There are far more than 101 ways to use numbers in your brand name and end up with a name that no one but affiliates will easily remember. You fail before you even launch your product or service. Most numeric brand names see the light of day because someone is either lazy or tries to be overly smart. Both are not case studies for delivering a timeless and memorable brand name.
The lazies pick inspiration from immediate surroundings such as the corporation’s address, area code or adjacent freeway, in which case they hit rock bottom. Besides the missing message or depth in the name, needless to say this is a short term strategy until the company moves or expands. The more creative kind utilizes the area’s sights, attractions or even weather, as was the case with the highly respected Venice, CA based agency 72andSunny, who since expanded to Amsterdam, where it is more often 52andCloudy.
The overly smart create an arbitrary number based on the founders birthdays or other personal anecdotes or fun facts. 37signals (The company behind collaboration tools such as Basecamp) falls into this category as the name is derived from the 37 radio telescope signals identified by astronomer Paul Horowitz as potential messages from extraterrestrial intelligence (Source: Wiki). Those numbers (hence your brand name) mean nothing to the target audience, until they happen to read your About section on your web site, hoping to learn more about the reasoning behind the name (which is not the case with 37signals). Regardless, they won’t remember your secret number easily, or may I call it your brand pin code. In the worst case scenario your arbitrary number may be offensive to some religions, groups or even segments you may start catering to in the future.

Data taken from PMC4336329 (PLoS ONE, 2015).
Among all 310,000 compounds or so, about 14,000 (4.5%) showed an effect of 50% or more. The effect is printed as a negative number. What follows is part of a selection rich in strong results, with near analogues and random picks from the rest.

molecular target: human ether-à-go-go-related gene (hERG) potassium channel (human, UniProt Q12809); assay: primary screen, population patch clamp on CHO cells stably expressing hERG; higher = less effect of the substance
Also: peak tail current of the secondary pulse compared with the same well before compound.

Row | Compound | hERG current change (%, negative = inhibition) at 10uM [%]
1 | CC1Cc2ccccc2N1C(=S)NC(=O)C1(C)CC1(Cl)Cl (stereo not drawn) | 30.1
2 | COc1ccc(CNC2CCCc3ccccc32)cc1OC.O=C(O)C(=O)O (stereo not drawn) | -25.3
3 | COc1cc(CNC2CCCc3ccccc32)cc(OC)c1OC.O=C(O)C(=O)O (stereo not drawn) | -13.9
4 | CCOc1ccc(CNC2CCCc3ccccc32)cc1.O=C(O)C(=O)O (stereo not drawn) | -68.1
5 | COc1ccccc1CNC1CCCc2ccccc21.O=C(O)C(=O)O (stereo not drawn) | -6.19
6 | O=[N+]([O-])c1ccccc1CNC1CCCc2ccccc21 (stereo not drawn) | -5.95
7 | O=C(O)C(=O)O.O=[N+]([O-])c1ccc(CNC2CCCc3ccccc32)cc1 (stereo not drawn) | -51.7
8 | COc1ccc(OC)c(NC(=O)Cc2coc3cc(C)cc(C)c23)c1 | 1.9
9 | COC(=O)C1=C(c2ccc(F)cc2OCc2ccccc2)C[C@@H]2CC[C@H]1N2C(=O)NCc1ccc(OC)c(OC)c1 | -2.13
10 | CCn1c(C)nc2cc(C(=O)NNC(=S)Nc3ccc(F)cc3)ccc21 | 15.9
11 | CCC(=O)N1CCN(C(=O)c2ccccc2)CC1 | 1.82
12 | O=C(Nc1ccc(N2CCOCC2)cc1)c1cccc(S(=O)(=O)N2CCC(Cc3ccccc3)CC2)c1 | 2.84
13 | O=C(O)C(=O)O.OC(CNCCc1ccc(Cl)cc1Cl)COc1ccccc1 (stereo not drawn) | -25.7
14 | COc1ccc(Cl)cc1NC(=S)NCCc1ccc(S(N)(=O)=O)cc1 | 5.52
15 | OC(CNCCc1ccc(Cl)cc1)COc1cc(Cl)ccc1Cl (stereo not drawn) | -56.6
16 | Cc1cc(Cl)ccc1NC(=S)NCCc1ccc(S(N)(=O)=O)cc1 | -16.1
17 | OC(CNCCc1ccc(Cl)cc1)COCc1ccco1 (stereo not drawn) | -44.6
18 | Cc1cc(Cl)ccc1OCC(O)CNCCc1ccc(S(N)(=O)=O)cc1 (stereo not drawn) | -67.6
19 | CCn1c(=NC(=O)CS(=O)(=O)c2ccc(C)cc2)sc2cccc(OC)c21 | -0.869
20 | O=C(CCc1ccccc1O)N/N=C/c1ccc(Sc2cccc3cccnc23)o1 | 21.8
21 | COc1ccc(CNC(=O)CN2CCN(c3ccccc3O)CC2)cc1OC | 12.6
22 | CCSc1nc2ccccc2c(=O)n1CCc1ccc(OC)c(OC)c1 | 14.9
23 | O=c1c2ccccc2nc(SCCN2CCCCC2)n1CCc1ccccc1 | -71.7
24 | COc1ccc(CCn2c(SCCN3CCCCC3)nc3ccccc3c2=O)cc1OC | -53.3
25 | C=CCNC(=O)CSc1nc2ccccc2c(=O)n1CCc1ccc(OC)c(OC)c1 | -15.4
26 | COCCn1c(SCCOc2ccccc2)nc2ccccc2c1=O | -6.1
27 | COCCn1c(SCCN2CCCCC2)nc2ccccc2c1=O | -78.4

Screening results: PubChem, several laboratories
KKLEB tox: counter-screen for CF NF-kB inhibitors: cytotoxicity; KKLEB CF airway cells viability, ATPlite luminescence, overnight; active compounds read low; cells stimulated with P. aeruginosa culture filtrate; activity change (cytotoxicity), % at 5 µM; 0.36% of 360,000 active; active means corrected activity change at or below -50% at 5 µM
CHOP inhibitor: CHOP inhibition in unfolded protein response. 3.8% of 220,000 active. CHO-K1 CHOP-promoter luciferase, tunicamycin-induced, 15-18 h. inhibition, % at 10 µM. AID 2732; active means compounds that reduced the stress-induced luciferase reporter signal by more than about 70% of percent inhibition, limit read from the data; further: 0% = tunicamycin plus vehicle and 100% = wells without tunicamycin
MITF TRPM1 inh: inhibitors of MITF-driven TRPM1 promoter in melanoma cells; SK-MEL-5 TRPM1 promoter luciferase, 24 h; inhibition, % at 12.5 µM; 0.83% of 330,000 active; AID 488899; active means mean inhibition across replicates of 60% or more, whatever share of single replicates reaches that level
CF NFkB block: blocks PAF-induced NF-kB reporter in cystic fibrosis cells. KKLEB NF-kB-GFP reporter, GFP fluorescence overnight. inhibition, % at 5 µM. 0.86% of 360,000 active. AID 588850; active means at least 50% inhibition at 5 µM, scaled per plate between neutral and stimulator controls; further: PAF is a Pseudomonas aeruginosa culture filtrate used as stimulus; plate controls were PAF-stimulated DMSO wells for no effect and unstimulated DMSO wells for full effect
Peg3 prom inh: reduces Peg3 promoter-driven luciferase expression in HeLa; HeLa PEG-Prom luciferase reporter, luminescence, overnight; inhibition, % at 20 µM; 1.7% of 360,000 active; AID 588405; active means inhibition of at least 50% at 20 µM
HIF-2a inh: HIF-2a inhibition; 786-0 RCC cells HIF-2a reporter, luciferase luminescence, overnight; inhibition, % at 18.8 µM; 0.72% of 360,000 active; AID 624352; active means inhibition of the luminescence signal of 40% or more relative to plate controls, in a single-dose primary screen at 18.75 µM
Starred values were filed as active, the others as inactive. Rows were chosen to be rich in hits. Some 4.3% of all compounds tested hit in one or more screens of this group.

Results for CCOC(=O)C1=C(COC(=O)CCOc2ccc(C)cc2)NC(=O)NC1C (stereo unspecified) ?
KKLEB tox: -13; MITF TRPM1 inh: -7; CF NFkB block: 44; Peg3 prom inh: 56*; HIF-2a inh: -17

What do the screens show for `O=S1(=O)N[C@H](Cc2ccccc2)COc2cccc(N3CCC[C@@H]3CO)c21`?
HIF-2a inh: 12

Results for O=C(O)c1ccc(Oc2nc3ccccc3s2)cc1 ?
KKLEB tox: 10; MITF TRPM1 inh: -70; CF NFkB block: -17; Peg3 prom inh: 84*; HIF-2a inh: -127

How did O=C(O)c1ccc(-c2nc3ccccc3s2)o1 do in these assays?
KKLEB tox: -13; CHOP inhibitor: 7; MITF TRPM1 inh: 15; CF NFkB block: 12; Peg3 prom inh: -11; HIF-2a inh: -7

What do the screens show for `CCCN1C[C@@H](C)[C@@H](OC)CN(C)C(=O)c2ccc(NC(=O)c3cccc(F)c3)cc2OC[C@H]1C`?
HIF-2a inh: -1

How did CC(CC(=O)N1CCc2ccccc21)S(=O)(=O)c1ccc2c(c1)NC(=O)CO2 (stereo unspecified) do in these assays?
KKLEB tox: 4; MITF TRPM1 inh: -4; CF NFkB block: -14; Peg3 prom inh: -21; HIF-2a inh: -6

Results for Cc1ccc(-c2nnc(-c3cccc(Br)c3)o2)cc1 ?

Numbers in your name are risky and often forgettable, but there are ways to win the numbers game. Here are two rules to follow in order to get on the winning streak:
If your brand name will focus on a sole number, that very number needs to be significant to others. Nate Silver’s FiveThirtyEight comes to mind. The name is derived from the number of electors in the United States Electoral Office. His followers would either know, or want to adapt to the number quickly as it is tied to knowledge surrounding a topic they themselves are interested in. Since it is a niche blog for a niche audience, Nate can get away without attaching a word to the number. Even with this approach, be aware that there will be companies with the same name and that any sole number domain name will likely be taken and just as expensive to obtain as it will be to gain IP rights. 7-Eleven is a successful example of creating a distinct name by using a number while showcasing a unique consumer benefit (open 7 – 11, 7 days a week), which perfectly transitions to rule #2:
The number, or word needs a partner to add value and create purpose. This forms an Alphanumeric Brand Name. If you are able to connect a meaningful number to a meaningful word, such as Social123 (Easy as 1-2-3) or 99Designs (99 equals big variety), you create a story and build a strong value proposition. You will have the added benefit of obtaining IP rights and securing your domain name swiftly.
Now you can play by the numbers, but be aware that if you enter the numeric brand name game, it most often is a gamble!